Justice Mail is an online platform enabling local churches to learn about and support campaigns related to peace and justice issues. Developed by a small team in Birmingham and elsewhere, Trust funding enabled the development of the Justice Mail website.
St Peter’s College Saltley Trust Project Report
Justice Mail Website
5 February 2014
Justice Mail is a church-based organisation of email activists which has two main purposes: 1) To encourage local congregations to get more involved in issues of justice and peace; and 2) To strengthen the campaigns being waged by various UK NGOs. Each email list has its own manager and requests for action are sent out to subscribers of each list once every other week. Actions are selected from an approved list of campaigning bodies such as Christian Aid, Church Action on Poverty, War on Want, Oxfam, the World Development Movement, Greenpeace and many others.
On 5 October 2012 the Saltley Trust gave a grant of £680 to meet the costs of a website for Justice Mail. At that time the Justice Mail organisation had been in action for several years, operating by word of mouth and through email. There were five local groups functioning. The website was created by Dave Gray of Insite Connections in Keele, who has maintained an active helping hand since then. The website went live on 8 January 2013 and was launched locally in the various member churches over the next couple of months www.justicemail.org.uk.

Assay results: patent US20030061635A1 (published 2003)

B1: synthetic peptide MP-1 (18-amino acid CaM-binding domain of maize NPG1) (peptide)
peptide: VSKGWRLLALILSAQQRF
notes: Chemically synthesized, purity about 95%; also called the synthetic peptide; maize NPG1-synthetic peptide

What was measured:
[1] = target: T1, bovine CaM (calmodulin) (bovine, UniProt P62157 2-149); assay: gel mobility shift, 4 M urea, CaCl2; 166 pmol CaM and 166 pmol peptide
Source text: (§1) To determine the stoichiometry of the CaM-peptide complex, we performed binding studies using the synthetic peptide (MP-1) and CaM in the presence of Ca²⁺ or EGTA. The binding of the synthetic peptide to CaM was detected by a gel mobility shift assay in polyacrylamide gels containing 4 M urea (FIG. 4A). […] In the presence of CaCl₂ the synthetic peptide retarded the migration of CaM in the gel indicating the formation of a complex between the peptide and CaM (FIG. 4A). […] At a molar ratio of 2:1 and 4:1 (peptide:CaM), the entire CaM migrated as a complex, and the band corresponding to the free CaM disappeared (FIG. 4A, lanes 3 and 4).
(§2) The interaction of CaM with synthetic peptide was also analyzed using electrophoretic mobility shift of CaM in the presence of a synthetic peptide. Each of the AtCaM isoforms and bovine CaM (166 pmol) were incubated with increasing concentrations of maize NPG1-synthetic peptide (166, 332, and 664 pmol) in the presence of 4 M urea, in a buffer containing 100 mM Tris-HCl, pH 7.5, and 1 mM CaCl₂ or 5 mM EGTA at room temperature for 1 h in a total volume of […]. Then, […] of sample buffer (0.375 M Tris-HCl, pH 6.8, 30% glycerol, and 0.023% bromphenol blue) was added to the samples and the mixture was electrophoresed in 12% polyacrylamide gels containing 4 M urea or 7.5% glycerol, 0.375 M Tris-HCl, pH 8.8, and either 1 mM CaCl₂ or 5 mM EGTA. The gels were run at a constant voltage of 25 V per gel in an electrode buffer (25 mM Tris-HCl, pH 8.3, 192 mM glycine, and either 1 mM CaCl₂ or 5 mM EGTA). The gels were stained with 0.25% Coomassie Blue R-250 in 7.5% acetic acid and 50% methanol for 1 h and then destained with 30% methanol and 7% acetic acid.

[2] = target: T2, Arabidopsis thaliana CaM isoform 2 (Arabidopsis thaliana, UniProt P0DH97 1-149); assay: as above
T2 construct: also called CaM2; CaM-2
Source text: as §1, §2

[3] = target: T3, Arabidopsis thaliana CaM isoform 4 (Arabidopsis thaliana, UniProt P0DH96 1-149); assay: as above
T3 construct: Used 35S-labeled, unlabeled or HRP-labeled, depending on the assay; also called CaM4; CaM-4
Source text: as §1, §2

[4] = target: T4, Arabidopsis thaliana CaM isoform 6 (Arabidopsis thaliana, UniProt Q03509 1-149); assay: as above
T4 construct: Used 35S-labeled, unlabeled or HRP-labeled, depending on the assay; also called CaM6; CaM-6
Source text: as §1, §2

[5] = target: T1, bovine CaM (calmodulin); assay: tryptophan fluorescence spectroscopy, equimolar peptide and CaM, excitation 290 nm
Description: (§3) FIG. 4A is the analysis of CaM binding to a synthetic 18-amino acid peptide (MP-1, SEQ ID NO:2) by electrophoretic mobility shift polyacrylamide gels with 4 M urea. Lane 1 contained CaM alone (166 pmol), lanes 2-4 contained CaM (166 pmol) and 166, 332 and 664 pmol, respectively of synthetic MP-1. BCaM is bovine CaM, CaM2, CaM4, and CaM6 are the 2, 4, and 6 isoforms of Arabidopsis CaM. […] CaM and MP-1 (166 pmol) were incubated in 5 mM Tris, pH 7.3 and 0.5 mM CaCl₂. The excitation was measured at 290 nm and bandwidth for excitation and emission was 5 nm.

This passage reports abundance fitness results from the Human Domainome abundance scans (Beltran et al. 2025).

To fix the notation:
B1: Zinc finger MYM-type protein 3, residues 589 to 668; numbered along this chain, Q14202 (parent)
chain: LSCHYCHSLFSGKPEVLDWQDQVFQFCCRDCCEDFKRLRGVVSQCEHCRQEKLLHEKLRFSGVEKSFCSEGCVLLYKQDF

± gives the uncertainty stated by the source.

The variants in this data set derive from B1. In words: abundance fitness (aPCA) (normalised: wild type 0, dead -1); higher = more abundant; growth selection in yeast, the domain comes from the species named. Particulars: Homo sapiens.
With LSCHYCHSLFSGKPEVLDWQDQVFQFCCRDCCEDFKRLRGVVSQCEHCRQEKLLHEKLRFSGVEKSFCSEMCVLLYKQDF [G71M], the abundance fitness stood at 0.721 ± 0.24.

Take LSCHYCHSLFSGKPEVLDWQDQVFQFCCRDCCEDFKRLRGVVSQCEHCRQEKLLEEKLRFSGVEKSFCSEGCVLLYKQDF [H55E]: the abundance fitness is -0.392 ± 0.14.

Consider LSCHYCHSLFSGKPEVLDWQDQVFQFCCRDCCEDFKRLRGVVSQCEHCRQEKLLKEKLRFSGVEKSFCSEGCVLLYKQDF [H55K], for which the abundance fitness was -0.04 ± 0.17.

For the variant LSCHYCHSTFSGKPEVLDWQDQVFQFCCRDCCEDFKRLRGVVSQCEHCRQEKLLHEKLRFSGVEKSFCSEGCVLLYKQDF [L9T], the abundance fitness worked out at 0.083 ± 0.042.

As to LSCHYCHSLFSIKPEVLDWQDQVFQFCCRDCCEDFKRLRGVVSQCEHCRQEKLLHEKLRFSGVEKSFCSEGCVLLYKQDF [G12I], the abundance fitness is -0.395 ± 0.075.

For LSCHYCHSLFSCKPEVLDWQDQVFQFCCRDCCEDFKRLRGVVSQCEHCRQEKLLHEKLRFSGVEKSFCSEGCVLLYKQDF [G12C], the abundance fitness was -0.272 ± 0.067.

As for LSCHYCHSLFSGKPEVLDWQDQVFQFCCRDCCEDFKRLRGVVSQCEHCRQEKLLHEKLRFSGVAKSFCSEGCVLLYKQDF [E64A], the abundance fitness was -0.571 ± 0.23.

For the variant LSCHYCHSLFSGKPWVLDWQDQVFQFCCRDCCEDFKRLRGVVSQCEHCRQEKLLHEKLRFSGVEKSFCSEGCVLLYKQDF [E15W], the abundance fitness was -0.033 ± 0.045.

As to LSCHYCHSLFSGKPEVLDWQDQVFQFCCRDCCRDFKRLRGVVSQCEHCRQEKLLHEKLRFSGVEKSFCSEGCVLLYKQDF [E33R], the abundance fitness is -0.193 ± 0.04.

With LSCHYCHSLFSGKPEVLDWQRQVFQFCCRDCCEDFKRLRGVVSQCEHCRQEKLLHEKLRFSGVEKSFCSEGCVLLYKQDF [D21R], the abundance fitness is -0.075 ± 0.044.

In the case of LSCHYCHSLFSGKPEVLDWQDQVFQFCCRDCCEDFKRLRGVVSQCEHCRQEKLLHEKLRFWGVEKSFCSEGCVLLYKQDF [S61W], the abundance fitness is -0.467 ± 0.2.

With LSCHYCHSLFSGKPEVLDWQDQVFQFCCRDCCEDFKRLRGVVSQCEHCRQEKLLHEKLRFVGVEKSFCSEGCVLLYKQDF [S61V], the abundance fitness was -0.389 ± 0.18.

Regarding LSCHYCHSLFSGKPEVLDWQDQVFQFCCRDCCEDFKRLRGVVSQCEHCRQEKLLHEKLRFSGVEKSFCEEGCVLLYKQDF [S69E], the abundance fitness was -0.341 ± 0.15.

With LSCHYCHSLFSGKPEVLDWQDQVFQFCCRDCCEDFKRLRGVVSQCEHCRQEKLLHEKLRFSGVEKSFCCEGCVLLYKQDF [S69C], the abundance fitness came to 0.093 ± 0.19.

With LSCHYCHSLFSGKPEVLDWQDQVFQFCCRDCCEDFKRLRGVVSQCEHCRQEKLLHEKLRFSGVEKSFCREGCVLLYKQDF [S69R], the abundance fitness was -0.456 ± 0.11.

By the end of the year 2013, three additional groups had been added. The complete list is as follows:
All Saints’ Church, Kings Heath, Birmingham
All Saints’ Church, Wingerworth, Derby
St Bartholomew’s Church, Wilmslow
Bradgate cluster of churches, Leicestershire
Church of the Martyrs, Leicester
Mansfield Deanery, Diocese of Southwell and Nottingham
The Queen’s Foundation for Ecumenical Theological Education, Birmingham
It is significant that the group now includes for the first time a deanery group of churches and even a diocese, with the intention of encouraging local churches in that diocese to start their own groups. It is also important to note that the list based in The Queen’s Foundation includes 80 students many of whom are preparing for ordained ministry in a range of denominations. Two of the lists have been created by former Queen’s students. Growth during the year has been significant, and many comments made both verbally and by email encourage us to believe that the objectives of Justice Mail are being achieved. We hope in the year ahead to attract new lists from denominations other than The Church of England, and to steadily expand our work from the Midlands to the South and North of the country.
Secretary of Justice Mail
The Queen’s Foundation, Edgbaston, Birmingham B15 2QH